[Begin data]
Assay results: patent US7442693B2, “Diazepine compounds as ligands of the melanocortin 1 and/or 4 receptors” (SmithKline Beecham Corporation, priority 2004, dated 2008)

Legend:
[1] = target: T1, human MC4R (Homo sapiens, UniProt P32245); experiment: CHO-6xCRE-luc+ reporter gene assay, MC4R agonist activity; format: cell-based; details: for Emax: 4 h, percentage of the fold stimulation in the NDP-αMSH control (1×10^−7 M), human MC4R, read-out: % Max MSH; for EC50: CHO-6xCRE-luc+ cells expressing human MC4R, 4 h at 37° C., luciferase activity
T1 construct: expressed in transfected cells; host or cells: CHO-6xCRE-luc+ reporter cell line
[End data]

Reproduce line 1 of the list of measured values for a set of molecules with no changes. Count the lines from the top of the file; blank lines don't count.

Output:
Assay results: patent US7442693B2, “Diazepine compounds as ligands of the melanocortin 1 and/or 4 receptors” (SmithKline Beecham Corporation, priority 2004, dated 2008)